Flickr finally makes it easier to search and sort through photos

The Yahoo-owned photo-sharing service is adding new features to help it compete against high-profile rivals like Facebook, Dropbox and Google.

Richard Nieva Former senior reporter
Richard Nieva was a senior reporter for CNET News, focusing on Google and Yahoo. He previously worked for PandoDaily and Fortune Magazine, and his writing has appeared in The New York Times, on CNNMoney.com and on CJR.org.
Richard Nieva
3 min read

Flickr has added new ways to search for photos. Yahoo

Yahoo wants to get more people using Flickr, its photo-sharing and storage service. To help it achieve that goal, the company has finally added features to the more than 10-year-old service that make it easier for people to manage and search for photos.

The company on Thursday said users can now find photos more quickly, whether you uploaded the picture yourself or you're seeking something special from one of the site's other 100 million users. One new search filter lets users search by colors in a photo, such as a pink sunset.

The updates are the latest example of Flickr -- and its parent company Yahoo -- trying to regain its former glory. Yahoo bought the service in 2004 for roughly $25 million, but the product "languished" under Yahoo, CEO Marissa Mayer said in 2013, a year after she joined company. The company faces competition from more-dominant players in the photo-sharing market, including Amazon, Apple, Dropbox Facebook and Google.

"How do we make Flickr relevant again?" Bernardo Hernandez, Flickr's vice president, asked in November. The answer, he said, lay in part by turning Flickr into a place to store all -- not just some -- of the photos you take. In February, Flickr unveiled a feature called Camera Roll, which lets users easily browse their entire library of photos chronologically. The service gives every user a terabyte of space, enough for about 500,000 photos.

One new filter lets you search by color. Yahoo

That kind of capacity begs for better search and management features. The company said image recognition technology makes it easier to find photos even if you didn't provide extra information when you uploaded them. People can also search by photo orientation -- either portrait or landscape -- or by date and keywords, so you can find specific photos from, say, Halloween 2012.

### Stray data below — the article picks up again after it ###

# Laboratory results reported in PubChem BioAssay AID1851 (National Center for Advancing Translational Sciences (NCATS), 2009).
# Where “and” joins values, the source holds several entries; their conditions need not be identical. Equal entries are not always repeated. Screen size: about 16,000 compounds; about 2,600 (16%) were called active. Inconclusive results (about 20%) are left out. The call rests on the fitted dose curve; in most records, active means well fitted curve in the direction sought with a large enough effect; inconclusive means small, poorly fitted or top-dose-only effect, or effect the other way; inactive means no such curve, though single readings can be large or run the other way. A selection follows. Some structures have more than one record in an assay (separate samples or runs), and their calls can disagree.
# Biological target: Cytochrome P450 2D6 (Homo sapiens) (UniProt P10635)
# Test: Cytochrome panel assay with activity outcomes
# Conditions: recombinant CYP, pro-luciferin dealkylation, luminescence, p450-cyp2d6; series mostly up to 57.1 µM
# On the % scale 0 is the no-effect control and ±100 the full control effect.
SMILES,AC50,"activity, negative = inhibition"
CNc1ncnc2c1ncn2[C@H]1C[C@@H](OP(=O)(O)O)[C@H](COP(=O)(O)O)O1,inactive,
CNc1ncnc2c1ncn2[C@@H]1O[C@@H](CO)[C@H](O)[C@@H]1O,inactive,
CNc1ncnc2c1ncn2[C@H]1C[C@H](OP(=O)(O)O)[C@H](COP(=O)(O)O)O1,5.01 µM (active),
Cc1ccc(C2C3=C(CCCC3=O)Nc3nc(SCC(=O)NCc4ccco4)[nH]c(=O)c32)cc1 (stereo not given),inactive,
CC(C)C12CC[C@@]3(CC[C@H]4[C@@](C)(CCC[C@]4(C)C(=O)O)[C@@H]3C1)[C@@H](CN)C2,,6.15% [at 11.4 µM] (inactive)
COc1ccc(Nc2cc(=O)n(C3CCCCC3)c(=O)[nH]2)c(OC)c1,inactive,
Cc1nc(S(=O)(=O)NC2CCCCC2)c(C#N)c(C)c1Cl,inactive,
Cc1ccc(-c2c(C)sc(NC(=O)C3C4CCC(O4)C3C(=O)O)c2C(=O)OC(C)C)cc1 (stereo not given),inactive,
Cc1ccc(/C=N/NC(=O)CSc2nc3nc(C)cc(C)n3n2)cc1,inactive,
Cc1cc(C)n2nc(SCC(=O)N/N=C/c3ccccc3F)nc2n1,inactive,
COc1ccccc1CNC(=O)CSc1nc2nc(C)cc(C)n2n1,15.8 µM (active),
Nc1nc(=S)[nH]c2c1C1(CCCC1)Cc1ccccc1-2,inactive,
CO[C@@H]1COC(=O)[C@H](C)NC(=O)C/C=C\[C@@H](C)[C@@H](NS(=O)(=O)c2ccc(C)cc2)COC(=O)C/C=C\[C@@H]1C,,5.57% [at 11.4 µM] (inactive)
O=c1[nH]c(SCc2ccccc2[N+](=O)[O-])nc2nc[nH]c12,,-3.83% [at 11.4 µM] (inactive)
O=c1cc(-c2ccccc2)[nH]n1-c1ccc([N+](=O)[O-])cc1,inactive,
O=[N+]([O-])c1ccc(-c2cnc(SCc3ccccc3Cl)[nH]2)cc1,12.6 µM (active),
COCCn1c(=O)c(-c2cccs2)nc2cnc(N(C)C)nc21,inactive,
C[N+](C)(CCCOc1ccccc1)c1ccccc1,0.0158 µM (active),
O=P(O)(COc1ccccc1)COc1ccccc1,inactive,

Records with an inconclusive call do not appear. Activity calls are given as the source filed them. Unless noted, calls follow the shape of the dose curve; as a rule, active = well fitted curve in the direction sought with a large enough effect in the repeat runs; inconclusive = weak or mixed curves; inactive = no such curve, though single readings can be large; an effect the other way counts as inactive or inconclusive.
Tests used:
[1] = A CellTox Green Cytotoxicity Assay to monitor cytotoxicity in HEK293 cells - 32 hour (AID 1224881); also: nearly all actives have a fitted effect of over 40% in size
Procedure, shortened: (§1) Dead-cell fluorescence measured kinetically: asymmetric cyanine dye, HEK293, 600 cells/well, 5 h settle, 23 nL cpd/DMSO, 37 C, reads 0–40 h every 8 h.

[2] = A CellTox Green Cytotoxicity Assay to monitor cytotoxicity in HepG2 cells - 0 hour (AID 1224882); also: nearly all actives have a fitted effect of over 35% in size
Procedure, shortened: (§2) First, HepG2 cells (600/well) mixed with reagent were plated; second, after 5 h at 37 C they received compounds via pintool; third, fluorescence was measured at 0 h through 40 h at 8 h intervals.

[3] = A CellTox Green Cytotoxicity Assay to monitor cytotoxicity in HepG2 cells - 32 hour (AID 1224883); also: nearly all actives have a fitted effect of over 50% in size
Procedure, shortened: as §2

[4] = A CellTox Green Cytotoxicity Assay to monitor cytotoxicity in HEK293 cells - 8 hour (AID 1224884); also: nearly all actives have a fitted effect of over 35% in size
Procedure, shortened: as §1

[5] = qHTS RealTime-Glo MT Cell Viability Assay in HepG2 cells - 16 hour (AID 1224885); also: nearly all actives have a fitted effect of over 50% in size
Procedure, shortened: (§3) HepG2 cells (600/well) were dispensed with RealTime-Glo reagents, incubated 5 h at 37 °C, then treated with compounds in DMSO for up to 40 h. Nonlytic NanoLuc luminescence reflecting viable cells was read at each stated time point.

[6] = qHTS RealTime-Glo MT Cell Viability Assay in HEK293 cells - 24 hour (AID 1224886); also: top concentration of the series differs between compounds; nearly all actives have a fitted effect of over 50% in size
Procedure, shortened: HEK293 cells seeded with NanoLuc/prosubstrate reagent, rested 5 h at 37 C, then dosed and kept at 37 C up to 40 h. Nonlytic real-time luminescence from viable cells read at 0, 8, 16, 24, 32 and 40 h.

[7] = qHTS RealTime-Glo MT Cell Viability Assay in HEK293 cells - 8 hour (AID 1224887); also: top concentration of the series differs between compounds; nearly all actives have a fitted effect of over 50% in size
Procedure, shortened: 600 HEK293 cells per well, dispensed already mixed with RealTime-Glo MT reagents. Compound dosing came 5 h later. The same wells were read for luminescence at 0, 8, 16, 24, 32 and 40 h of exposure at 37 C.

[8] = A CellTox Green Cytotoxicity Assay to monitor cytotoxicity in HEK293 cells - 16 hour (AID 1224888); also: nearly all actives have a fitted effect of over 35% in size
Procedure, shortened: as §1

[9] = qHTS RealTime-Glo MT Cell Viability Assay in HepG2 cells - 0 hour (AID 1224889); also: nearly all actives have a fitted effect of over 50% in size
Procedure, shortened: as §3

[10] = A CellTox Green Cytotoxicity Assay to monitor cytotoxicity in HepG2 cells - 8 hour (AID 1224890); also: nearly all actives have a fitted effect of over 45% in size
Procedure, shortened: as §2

"The more photos we take, the harder the problem becomes," said Andrew Stadlen, Flickr's director of product management, who led the development of the new search tools. Before releasing the enhancements, the product team put the service through the ultimate test: they put it in front of Mayer, who had spent the bulk of her 13 years at Google in charge of search user experience.

Mayer tried to stump the product by searching for different holidays, like Easter or Christmas, to see if only generic pictures of Easter eggs or Christmas trees popped up, instead of family photos. She was pleasantly surprised to find a picture of shoes she was given as a Christmas gift one year, said Stadlen.

The company also introduced new features for sorting photos. Now, when a user uploads a batch of new images, Flickr's Magic View technology will automatically categorize the pictures by what's in them. It can group together shots of animals, or black and white photos. It can also group screenshots.

The company on Thursday is also releasing new versions of its mobile apps for Apple's iPhone and iPad, and devices running Android, Google's mobile operating system. Not all the new features will available for the mobile apps yet. The ability to search by color, for example, is only available on the Web version of the service.

Separately, a Yahoo spokeswoman on Thursday confirmed Hernandez had left the company for personal reasons. Recode earlier reported the news.

Updated, 2:59 p.m. PT: Adds news of Hernandez's departure from the company.